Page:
Shakespeare 70 at Kelsey Theatre: An Entertaining MIDSUMMER NIGHT’S DREAM

by Lesley Grigg

Young lovers Lysander (Nigel Rogers) and Hermia (Heather Duncan) plan their escape from Athens while Helena (Maddie Patrick) looks wistfully on. (Photo credit: Rich Kowalski)

Summertime, and the dreaming is whimsy. Although, technically, it is not yet midsummer, even though it feels like it, we can still dream. The whimsical feel is established as a few fairies partake in a pre-show frolic through the audience before setting the simple set pieces, including creative green balloon trees with twine trunks tied to grassy moss. With names like Peaseblossom (Gina Yanuzzi), Cobweb (Bess Myers), Moth (Gini Rose Graydon) and Mustardseed (Reagan Frankhouser), prancing around in long, flowing, gauzy robes, these fairies had no trouble bringing the whimsy.

This MIDSUMMER NIGHT’S DREAM begins in the court of Theseus, Duke of Athens (Jim Bloss) who is joined by his betrothed, Hippolyta, Queen of the Amazons (Hannah Adamy). The two are dressed in traditional Greek style, spouting Shakespeare to the best of their ability. Bloss gives off an authoritative air, but it’s Adamy’s resonant voice and effortless Shakespearean delivery that makes you think twice about who really wears the toga in that relationship.

The two listen as Egeus (John Anastasio) speaks of his daughter Hermia’s (Heather Duncan) refusal to marry Demetrius (Andrew Timmes), the man Egeus has chosen for her. Alas, the young lady has fallen for another named Lysander (Nigel Rogers), which is pure music to Helena’s (Maddie Patrick) ears, since she is smitten with Demetrius, although the feelings are not exactly mutual. Thus, the tale of this love parallelogram begins.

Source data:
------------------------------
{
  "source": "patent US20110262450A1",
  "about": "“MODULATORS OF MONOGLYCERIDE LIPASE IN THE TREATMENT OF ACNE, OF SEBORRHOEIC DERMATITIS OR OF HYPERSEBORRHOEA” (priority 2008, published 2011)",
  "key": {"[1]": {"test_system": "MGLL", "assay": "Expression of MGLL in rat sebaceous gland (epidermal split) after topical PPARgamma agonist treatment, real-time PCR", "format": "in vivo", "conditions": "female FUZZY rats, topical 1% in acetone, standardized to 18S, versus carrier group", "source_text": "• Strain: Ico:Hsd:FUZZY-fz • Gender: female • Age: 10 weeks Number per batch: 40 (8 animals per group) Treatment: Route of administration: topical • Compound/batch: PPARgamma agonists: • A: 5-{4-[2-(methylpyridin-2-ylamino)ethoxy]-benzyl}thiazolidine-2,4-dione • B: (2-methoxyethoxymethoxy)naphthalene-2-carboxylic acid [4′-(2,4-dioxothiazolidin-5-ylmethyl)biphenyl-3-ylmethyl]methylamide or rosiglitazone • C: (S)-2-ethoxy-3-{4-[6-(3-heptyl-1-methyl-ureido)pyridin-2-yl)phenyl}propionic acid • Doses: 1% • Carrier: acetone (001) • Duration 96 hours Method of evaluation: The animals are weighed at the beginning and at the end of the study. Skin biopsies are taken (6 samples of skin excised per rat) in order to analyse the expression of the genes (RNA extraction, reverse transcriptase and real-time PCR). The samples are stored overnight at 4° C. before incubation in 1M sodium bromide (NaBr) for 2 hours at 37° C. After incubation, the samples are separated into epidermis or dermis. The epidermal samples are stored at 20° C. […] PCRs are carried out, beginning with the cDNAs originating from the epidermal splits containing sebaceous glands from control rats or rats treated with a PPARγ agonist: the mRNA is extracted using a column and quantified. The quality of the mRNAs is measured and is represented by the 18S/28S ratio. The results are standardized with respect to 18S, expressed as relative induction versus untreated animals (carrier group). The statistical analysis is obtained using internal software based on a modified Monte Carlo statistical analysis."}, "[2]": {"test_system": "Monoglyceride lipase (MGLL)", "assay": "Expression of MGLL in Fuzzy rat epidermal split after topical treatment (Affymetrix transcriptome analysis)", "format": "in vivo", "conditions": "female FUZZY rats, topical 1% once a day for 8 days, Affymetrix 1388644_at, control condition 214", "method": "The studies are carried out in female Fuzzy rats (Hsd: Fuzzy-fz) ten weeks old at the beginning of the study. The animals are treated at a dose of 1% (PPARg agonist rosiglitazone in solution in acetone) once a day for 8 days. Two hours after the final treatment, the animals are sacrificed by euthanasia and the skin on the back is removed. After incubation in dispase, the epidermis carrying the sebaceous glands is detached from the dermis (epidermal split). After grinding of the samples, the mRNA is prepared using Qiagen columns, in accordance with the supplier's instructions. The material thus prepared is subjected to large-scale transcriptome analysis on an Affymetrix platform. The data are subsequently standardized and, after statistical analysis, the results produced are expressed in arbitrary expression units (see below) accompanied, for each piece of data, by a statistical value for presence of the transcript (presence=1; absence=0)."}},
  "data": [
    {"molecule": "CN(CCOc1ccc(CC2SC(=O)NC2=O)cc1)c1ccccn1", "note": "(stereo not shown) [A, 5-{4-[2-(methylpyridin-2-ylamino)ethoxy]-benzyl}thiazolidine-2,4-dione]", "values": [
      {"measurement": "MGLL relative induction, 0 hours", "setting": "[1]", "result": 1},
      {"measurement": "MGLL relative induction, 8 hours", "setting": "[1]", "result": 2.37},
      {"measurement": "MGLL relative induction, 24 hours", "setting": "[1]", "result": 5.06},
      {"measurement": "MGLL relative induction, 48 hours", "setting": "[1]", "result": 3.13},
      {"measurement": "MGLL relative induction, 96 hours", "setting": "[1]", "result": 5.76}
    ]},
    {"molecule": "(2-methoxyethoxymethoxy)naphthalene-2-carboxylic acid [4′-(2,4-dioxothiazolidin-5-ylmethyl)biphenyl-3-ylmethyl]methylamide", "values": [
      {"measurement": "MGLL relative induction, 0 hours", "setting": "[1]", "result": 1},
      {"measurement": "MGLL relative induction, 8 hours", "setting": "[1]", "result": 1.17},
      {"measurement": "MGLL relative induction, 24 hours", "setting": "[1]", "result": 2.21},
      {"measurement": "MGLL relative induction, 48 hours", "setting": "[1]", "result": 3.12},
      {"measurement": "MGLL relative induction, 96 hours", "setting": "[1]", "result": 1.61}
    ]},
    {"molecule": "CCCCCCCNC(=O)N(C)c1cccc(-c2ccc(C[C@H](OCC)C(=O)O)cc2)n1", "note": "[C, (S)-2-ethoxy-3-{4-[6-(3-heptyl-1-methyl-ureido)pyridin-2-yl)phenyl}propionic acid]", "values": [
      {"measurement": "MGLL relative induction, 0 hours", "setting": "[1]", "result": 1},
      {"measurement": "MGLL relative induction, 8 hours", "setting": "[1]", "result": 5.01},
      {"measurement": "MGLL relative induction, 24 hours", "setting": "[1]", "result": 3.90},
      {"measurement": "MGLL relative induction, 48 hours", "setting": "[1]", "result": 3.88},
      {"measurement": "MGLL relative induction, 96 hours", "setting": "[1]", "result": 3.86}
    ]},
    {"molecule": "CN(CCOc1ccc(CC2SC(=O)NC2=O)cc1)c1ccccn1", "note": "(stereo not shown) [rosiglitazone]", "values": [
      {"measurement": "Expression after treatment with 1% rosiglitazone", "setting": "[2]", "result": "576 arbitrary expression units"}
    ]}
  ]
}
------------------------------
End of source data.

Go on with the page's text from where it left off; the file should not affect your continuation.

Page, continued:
While at first it may be difficult keeping track of who is who and who loves who, all while trying to translate the language of Shakespeare, one thing that comes across clearly is this is not the first Shakespearean rodeo for these actors. The complicated words roll off their tongues as if they all speak like this every day. Whether it’s Egeus’ fatherly reprimanding or Hermia’s love-sick laments, much can be determined through Anastasio and Duncan’s tone and actions, but the words still come naturally. Even without words, Rogers was able to show the audience what Lysander really felt about the situation. His reactions spoke for him until his first line, and even then, his actions and facial expressions allowed us to share in his true feelings.

It’s no wonder fair Helena had strong feelings for Demetrius, he could have many ladies swooning over his robust Prince Charming-like quality voice (which also reminded me of Dudley Do-Right at times). The way Timmes carried himself on stage also complemented his character’s prestige. Patrick brings more personality to Helena than Shakespeare may have dreamed of. She cranked up a small voice into a dramatic character full of spirit and emotions, and she wasn’t afraid to show any of them.

“Stage Manager” Peter Quince (Michael Krahel) sweet talks Nick Bottom (Dale Simon) into accepting his next role while fellow actors Snout, Starveling and Flute (l ro r: Vegas Lancaster, Dan Loverro, and Tom Orr) wait. (Photo credit: Rich Kowalski)